- AV detection – this doesn’t explain whether there were successful quarantines/deletions, how well signature updates are performing while people are WFH or the mechanism by which they arrived. So, trying to take action on it will likely be futile.
- Number of security incidents raised – this is similar to the AV metric. Does it mean that your ability to detect incidents has improved, the number of available incident types has grown with the threat landscape, or if a significant change in infrastructure has prompted a weakness in another security control?
- Number of closed vulnerabilities – not all vulnerabilities are closed with a simple fix or a patch. Many cases represent more a “class” of issue that needs addressing.
- Security tickets closed – this metric doesn’t paint the picture of how many tickets there were to start with or if the number closed is supposed to be positive or negative.
- The log management metric – this is simply a vanity metric.
So, metrics are incredibly beneficial in helping organisations demonstrate how well it’s achieving its cybersecurity risk reduction goals. Still, when embracing the added value of strategic intelligence, this can be further improved, providing invaluable context and focus for your cyber defences.
What You See Is All There Is (WYSIATI)
When you look at strategic intelligence, there is a danger that ‘What You See Is All There Is (WYSIATI)’, a theory by psychologist and economist Daniel Kahneman. It states that when the mind makes decisions it deals primarily with ‘Known Knowns’, phenomena it has observed already. It rarely considers ‘Known Unknowns’, phenomena that it knows to be relevant but about which it does not have information and appears oblivious to the possibility of ‘Unknown Unknowns’, unknown phenomena of unknown relevance. He explains that humans fail to consider the complexity and that their understanding of the world consists of a small, unrepresentative set of observations.
What does that mean for your cybersecurity strategy? The primary thing to remember is don’t rely on your memories. Instead, use imagination to conceive of ways to avoid future risk by taking different paths and options. In technology and security, it’s possible to implement a new solution that dispenses with dealing with a security risk yet provides significant business benefit.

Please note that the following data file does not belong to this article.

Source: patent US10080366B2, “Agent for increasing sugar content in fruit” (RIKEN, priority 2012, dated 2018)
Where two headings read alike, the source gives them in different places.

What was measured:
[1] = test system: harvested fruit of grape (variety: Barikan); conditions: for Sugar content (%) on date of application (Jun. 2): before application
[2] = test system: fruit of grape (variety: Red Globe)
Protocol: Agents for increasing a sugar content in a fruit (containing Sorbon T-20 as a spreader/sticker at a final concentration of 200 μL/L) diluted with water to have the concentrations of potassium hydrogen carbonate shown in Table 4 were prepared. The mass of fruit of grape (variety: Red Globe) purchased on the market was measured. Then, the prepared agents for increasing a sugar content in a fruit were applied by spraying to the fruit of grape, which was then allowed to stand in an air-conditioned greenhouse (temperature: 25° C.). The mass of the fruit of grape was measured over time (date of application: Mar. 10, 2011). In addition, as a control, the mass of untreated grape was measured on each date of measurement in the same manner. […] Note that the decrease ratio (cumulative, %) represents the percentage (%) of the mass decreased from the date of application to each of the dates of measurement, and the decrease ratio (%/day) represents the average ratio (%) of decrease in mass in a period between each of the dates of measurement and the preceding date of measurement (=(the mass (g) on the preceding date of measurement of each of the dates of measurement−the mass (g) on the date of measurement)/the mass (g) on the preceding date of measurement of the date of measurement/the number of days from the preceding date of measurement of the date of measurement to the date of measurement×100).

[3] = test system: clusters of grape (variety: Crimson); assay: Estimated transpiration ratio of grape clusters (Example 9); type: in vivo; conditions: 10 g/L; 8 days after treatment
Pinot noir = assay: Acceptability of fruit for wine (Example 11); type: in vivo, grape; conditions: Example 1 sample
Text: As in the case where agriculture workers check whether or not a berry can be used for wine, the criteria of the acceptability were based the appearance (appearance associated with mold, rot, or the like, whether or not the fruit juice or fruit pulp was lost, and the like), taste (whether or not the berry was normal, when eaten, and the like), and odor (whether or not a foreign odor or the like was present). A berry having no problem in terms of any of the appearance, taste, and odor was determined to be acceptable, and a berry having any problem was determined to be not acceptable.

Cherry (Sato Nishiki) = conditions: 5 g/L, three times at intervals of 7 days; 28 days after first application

For example, if you’re looking at how to protect an internet-facing website that is running direct or through a proxy and must fend for itself, trying to reduce the risk directly will be time-consuming, costly and marginally successful. If money is invested in a CDN with DDoS and WAF capability, you’ll see an uplift in security but also in availability and speed to load. Whilst leapfrogging several epochs of security technology to reach the current state of the art can offer huge dividends.
So, as far as metrics are concerned, you need to see what information you can collect and attempt to use things that exist in the control environment. And utilise strategic intelligence to add analysis to information and make course corrections.
But, remember gathering metrics only for metric sake does not survive technology change very well. You must plan to collect information for the long haul for the benefits of trending to be realised. So, don’t wait until you have the perfect set of measurements; start collecting and using the information they offer to refine. It’s about challenging yourself to check if your board’s questions will be answered or supported by the information you’re collecting.